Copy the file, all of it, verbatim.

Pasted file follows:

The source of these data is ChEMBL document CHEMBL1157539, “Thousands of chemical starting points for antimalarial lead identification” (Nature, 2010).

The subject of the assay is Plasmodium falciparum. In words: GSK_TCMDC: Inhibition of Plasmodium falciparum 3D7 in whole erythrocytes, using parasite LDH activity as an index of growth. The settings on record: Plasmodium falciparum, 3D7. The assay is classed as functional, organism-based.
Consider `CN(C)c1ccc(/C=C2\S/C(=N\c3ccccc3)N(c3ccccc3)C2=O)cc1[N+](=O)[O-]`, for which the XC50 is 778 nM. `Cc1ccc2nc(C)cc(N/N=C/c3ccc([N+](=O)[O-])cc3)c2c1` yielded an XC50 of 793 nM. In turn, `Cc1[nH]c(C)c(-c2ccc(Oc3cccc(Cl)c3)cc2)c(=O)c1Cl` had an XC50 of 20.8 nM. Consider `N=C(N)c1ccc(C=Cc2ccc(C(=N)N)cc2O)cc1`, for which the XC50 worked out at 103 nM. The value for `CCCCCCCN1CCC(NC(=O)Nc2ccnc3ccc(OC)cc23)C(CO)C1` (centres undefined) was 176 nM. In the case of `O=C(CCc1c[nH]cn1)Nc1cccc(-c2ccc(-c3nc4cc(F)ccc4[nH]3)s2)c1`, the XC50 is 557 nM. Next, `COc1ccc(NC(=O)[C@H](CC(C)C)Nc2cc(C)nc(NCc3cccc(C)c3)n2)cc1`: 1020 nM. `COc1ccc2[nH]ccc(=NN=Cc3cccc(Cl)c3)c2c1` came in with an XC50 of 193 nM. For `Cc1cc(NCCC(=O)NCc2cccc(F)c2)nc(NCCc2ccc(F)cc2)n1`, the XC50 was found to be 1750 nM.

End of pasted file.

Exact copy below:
The source of these data is ChEMBL document CHEMBL1157539, “Thousands of chemical starting points for antimalarial lead identification” (Nature, 2010).

The subject of the assay is Plasmodium falciparum. In words: GSK_TCMDC: Inhibition of Plasmodium falciparum 3D7 in whole erythrocytes, using parasite LDH activity as an index of growth. The settings on record: Plasmodium falciparum, 3D7. The assay is classed as functional, organism-based.
Consider `CN(C)c1ccc(/C=C2\S/C(=N\c3ccccc3)N(c3ccccc3)C2=O)cc1[N+](=O)[O-]`, for which the XC50 is 778 nM. `Cc1ccc2nc(C)cc(N/N=C/c3ccc([N+](=O)[O-])cc3)c2c1` yielded an XC50 of 793 nM. In turn, `Cc1[nH]c(C)c(-c2ccc(Oc3cccc(Cl)c3)cc2)c(=O)c1Cl` had an XC50 of 20.8 nM. Consider `N=C(N)c1ccc(C=Cc2ccc(C(=N)N)cc2O)cc1`, for which the XC50 worked out at 103 nM. The value for `CCCCCCCN1CCC(NC(=O)Nc2ccnc3ccc(OC)cc23)C(CO)C1` (centres undefined) was 176 nM. In the case of `O=C(CCc1c[nH]cn1)Nc1cccc(-c2ccc(-c3nc4cc(F)ccc4[nH]3)s2)c1`, the XC50 is 557 nM. Next, `COc1ccc(NC(=O)[C@H](CC(C)C)Nc2cc(C)nc(NCc3cccc(C)c3)n2)cc1`: 1020 nM. `COc1ccc2[nH]ccc(=NN=Cc3cccc(Cl)c3)c2c1` came in with an XC50 of 193 nM. For `Cc1cc(NCCC(=O)NCc2cccc(F)c2)nc(NCCc2ccc(F)cc2)n1`, the XC50 was found to be 1750 nM.